HME News

FEB 2018

HME News is the monthly business newspaper for home medical equipment providers. This controlled circulation publication reaches 17,100 home medical equipment services providers, including traditional HME dealers & suppliers, hospital- and pharmacy-o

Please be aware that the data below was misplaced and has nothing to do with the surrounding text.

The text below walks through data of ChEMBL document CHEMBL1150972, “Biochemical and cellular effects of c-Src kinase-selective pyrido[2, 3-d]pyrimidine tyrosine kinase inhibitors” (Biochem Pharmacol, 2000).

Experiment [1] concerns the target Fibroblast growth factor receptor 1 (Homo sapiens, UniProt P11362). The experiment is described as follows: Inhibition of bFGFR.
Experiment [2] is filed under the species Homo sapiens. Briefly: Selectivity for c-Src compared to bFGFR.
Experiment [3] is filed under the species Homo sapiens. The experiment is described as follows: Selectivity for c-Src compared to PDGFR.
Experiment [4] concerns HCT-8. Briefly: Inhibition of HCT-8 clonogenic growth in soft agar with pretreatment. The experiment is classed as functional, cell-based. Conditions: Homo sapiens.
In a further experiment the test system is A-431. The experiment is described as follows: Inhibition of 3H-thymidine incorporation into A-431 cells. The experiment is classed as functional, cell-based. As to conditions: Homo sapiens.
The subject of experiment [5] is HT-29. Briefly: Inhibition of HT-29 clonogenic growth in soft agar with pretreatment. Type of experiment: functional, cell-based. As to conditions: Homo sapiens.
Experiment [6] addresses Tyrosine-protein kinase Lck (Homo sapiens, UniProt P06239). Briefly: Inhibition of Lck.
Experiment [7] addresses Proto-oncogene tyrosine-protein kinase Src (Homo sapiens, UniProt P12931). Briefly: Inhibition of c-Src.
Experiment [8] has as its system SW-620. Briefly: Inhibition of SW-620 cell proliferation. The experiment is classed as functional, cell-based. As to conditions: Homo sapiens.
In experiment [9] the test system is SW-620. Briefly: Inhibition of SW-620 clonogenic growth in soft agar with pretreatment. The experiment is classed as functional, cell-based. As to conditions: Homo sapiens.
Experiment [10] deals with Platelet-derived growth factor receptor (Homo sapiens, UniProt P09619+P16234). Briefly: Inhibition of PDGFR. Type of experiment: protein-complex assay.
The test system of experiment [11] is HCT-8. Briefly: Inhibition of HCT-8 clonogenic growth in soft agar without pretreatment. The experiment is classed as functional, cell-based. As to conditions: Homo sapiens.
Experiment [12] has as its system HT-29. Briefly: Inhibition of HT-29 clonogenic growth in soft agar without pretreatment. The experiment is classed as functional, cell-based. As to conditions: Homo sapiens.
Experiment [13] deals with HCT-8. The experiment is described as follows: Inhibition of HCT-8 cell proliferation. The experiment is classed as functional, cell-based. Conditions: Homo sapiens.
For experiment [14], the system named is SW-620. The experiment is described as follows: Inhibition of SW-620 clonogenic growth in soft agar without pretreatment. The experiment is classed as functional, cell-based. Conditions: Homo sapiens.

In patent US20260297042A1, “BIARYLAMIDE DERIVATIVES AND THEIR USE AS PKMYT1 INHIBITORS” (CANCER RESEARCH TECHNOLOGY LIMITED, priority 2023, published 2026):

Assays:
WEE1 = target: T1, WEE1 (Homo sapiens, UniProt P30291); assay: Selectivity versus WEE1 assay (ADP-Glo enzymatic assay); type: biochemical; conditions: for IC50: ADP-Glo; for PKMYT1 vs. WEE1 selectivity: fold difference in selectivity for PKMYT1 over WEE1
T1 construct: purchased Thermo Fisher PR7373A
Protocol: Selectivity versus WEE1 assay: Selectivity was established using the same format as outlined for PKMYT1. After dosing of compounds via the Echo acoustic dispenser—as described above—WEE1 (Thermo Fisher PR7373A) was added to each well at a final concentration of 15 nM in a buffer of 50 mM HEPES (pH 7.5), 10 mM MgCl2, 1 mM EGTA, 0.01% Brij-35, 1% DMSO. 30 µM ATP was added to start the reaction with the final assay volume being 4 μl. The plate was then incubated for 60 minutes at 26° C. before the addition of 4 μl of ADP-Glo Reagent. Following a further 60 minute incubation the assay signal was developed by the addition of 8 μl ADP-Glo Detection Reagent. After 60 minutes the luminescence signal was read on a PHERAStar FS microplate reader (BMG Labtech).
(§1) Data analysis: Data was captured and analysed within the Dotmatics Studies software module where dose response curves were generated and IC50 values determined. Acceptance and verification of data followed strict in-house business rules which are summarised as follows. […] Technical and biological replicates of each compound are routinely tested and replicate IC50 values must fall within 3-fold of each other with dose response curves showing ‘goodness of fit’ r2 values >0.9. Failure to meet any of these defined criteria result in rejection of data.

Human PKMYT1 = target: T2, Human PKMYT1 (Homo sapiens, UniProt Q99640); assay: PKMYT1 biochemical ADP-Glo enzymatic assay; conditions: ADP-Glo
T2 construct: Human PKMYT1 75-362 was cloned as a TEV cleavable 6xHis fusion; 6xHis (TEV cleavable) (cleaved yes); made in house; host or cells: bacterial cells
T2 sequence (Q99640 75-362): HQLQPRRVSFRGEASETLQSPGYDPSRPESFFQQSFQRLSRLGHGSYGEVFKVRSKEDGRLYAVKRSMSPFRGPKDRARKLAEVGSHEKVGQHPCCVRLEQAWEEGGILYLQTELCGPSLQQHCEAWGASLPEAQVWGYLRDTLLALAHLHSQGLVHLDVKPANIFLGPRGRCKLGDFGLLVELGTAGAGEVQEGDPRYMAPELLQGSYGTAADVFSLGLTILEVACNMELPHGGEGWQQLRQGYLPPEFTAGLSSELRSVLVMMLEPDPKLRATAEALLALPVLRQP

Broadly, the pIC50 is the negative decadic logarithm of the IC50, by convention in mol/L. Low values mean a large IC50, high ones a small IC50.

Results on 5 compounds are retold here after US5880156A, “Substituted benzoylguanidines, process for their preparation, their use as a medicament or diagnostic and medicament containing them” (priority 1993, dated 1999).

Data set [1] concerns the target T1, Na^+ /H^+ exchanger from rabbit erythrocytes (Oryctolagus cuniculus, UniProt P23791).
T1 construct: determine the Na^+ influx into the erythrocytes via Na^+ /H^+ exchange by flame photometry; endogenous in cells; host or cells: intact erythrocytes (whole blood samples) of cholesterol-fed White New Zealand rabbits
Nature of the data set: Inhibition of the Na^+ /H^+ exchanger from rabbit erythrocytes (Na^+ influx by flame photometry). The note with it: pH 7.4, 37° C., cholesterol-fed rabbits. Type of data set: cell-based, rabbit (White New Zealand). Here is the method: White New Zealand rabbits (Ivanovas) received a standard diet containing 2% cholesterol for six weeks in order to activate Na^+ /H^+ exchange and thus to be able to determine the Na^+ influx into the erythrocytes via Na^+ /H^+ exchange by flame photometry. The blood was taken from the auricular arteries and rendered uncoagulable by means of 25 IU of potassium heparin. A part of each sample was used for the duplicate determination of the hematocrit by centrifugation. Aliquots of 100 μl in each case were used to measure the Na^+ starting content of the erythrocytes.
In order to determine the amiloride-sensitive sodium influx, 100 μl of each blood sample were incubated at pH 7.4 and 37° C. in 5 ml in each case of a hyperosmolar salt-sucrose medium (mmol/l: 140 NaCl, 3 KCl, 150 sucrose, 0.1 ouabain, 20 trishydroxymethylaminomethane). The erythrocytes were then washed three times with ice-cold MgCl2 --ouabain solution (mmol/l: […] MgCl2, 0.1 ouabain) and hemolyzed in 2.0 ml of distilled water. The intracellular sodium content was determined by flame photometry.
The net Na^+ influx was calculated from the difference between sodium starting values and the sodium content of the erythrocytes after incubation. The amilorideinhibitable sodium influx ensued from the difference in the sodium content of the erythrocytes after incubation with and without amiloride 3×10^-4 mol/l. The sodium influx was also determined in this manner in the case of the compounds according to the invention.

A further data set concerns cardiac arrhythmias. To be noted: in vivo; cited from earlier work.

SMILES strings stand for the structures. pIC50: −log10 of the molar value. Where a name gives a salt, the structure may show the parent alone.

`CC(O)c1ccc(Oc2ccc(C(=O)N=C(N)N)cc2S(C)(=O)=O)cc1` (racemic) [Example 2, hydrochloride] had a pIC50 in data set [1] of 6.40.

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Vendors hme news / february 2018 / 21 p eriodicals postage paid at Yarmouth, M e and additional mailing office. HME News (ISS n 10913823) is published monthly by u nited p ublications, Inc., 106 Lafayette St., po Box 998, Yarmouth, M e 04096; 207-846-0600. p ublisher assumes no responsibility for unsolicited material or prices quoted in the magazine. c ontributors are responsible for proprietary classified information. ©2018 by u nited p ublications. All rights reserved. r eproduction, in whole or in part, without written permission of the publisher is expressly prohibited. r eprints may be obtained from t he YGS Group at 717-505-9701, ext. 100. Back issues, when available, cost $7 each within the past 12 months, $12 each prior to the past 12 months. Back issue orders must be paid in advance either by check or charged to American e xpress, Visa, or Master c ard. HME News is distributed without charge in n orth America to qualified home medical equipment providers. p aid print subscriptions to those not qualified cost $65 annually to the u .S. and c anada and $150 to all other countries. All payments must be made in u .S. funds drawn on a u .S. bank. For subscriber services, including subscription information, please call 800-869-6882. po S t MAS ter : Send address changes to HM e n ews, po Box 1888, c edar r apids, IA 52406-1888. Permobil adds power assist to portfolio LEBANON, Tenn. – p ermobil has acquired MAX Mobility, the n ashville, t enn.- based manufacturer of the Smart d rive power assist device. MAX Mobility's most recent release, the Smart d rive MX2+ with p ush t rack- er, works on virtually any manual wheelchair on the market. "Almost three out of four manual wheelchair users have shoulder pain already," said Mark r ichter, p h. d ., ceo of MAX Mobility, who will join p ermo- bil as senior group innovation advisor, working across the power, manual, and seating and positioning portfolios. "By becoming part of p ermobil and adding power assist to the portfolio, we can expand our reach and reduce should pain for users globally." t he Smart d rive device, which weighs just over 12 pounds, attaches to the back of the user's manual wheelchair and uses a built-in battery to power the chair for miles on a single charge. Larry Jackson, president of p ermobil Business r egion Americas, says Smart- d rive "greatly expands our offering and will provide an independent mobility solution for our users globally." MAX Mobility is only the most recent of a number of acquisitions for p ermobil in 2017, including c omfort c ompany in o ctober. h M e MOST READ C o N T i N u E d f R o M P R E v i o u s PA G E for 2017. t he n o. 2 most read story, "Invacare shifts into phase two of trans- formation," provided an update on the company's efforts to lift a consent decree with the u .S. Food and d rug Administra- tion that limited its ability to design and manufacture products at its corporate headquarters and t aylor Street facility. In this story, published in early Febru- ary, ceo Matt Monaghan called 2017 a rebuilding year for Invacare, something that certainly played out in the subse- quent months and peaked in July, when the F d A lifted the decree. t he n o. 4 most read story, "Invacare reduces workforce again," is representa- tive of moves by the company, more than once in 2017, to align costs with reduced sales. Most recently, in d ecember, the company announced another lay off of about 110 employees. Dri V e as harbinger d rive d eVilbiss snagged one of the most read stories again this year, with " d rive d eVilbiss bows out of Medtrade Spring." ( t he company was the subject of the n o. 1 most read story for 2016 with its acquisition of d eVilbiss Healthcare.) t he number of exhibitors and attendees at Medtrade and Medtrade Spring has long been used as the harbinger of the health of the HM e industry and when one of the largest manufacturers decides to forgo one of those events, it's big news. d rive d eVilbiss was at Medtrade in the fall. So, will travel cp A p s take off as a retail opportunity? If 2017 was, as Monaghan said, a rebuilding year, will 2018 be Invacare's rebound year? w i l l d r i v e d e Vi l b i s s b e b a c k a t Medtrade Spring? t ime will tell, and so will the most read stories for 2018. h M e to cash sales and to feature-rich and qual- ity driven products. A mobility provider who has this scooter in his showroom—it knocks people's socks off. h M e : You were at Medtrade in the fall of 2017 . What was the reception there? Flowers: I knew we were a hit when we sold out all of our available demo units. t his was before the first production units arrived in early d ecember. h M e : You currently offer a Gatsby model . What's next? Flowers: w e're working with them on developing accessories for the market. At our request, they're working on a heavier duty version with a bigger battery and motor. o ur next design is based on a '57 c hevy pickup truck. h M e : What keeps you keep innovating, specifically in this industry? Flowers: It's fun. And you go to bed feeling good having helped someone continue to get around. I've had a passion for it my whole life, growing up in the business, rid- ing scooters around. h M e p atients can buy footwear directly from p edors and use the discount code to cover their shipping costs and, if necessary, their exchanges or returns. Because footwear can help prevent slips and falls, which can lead to more costly complications, the pt s and ot s in nursing homes and long-term care facilities have a vested interest in the market, o 'Hare says. " t hey're frustrated by the lack of pro- viders, too, but they're not interested in buying footwear or billing for it," he said. " t his allows them to make a recommenda- tion, but they're not involved. It simplifies the whole process." o 'Hare says he doesn't blame providers who are weary from insufficient reimburse- ment, nonstop audits and cutthroat com- petition online for leaving the footwear market. But p edors had to do something to stem the tide. " w e've had a decline in sales," he said. w hile p edors is no stranger to selling direct to consumer—it has had an e-com- merce component to its website since the late 90s—historically it has relied on its B2B business for the bulk of its sales, o 'Hare says. "B2B was what this company was built on," he said. " w e still want to support our wholesale customers. w e're trying to pro- vide a compromise by keeping their pric- ing in place." t om Fise, executive director of the American o rthotic and p rosthetics Asso- ciation, says he hasn't seen a significant number of providers dropping footwear and inserts, but he wouldn't be surprised if their volumes of business were on the decline. As for pt s and ot s in the market, "I would say they are a very small part of the marketplace right now, but that could change," he said. h M e Briefs s o c lean scales with investment backing OXFORD, Mass. – SoClean, which makes CPAP sanitizing devices, has secured in- vestment backing from DW Healthcare Partners. The funding will allow SoClean, which quadrupled sales in 2017, to scale the company, according to a press release. "DW Healthcare Partners is ideally suited to take us to the next level," said Robert Wilkins, CEO of SoClean. "Their seasoned healthcare investment team is dedicated to accelerating SoClean's growth to maxi- mize our value. We are confident that the best is yet to come for SoClean in 2018 and beyond." Toronto-based DW Health- care Partners is a healthcare-focused pri- vate equity firm that specializes in scaling mid-sized companies. "SoClean has revo- lutionized the way that CPAP machines are cleaned," said Andrew Carragher, co-founder and managing partner of DW Healthcare Partners. "We are excited to back a product that provides such sub- stantial value to its users." r es m ed debuts m obi SAN FRANCISCO – ResMed has formally intro- duced its first portable oxygen concentra- tor to the market. The company says Mobi will be available to U.S. patients through their HME providers later this quarter, and it is pursuing clearance to sell in other coun- tries in 2018. "We have focused decades of patient-centered ResMed technol- ogy and design innovation into this POC," said ResMed CEO Mick Farrell. "We've achieved great mobility, comfort and ther- apy quality in sleep apnea treatment with AirMini, the world's smallest PAP device. Mobi offers that same great balance to the many millions of people who rely on supplemental oxygen to enjoy their highest quality of life." ResMed technically entered the home oxygen therapy market in 2016 when it bought Austin, Texas-based Ino- va Technologies, the manufacturer of the LifeChoice Activox, an ultra-light POC, and the Activox DUO2, an integrated stationary and POC system. Philips embeds telehealth services into solutions AMSTERDAM and BOSTON – Royal Philips and American Well have signed a new strategic partnership to jointly deliver virtual care solutions around the world. The two com- panies will work to embed American Well's mobile telehealth services into an array of Philips solutions, spanning personal health and wellness, population health manage- ment and clinical programs. "Philips brings great consumer professional devices and programs, coupled with powerful analyt- ics," said Ido Schoenberg, M.D., chairman and CEO of American Well. "With the ad- dition of telehealth, they can now offer ev- erything from data collection to care pro- vision and clinical intervention." The first Philips solution to have American Well's mobile telehealth services embedded in it: the uGrow parenting app. American Well is the telehealth infrastructure behind the largest payers, hospitals and employers in the U.S., which collectively service more than 150 million Americans, Philips says. PEDORS SHIFTS C o N T i N u E d f R o M P R E v i o u s PA G E FLOWERS C o N T i N u E d f R o M P R E v i o u s PA G E GLOBAL GF C o N T i N u E d f R o M PA G E 1 increases its upholstery making capabili- ties by 40,000 square feet. " w e currently do upholstery in Geor- gia and that line is at capacity," said Spett, president and ceo . " t he growth we've seen requires us to expand." Spett chalks up Graham-Field's suc- cess overseas, where it has distributors in 84 different countries, with the high demand for largely u .S.-made, quality products. "(Foreign providers) want the product you're making for the Mayo c linics and the Johns Hopkins," he said. "Also, as more domestic providers move overseas—hospi- tals and groups are setting up joint opera- tions—they carry a lot of weight." w ith an international outlook in mind, Graham-Field also announced in o ctober that it was expanding its global headquarters in Atlanta to serve as not only its main base but also its customer showroom, regional distribution center and cut-and-sew manufacturing facility. t he address: 1 Graham-Field w ay. " w e're leasing space for our regional distribution center and our cut-and-sew manufacturing facility, so it was time to make an investment," Spett said. "It's a show of commitment to the markets we're in, that we're not going anywhere anytime soon." h M e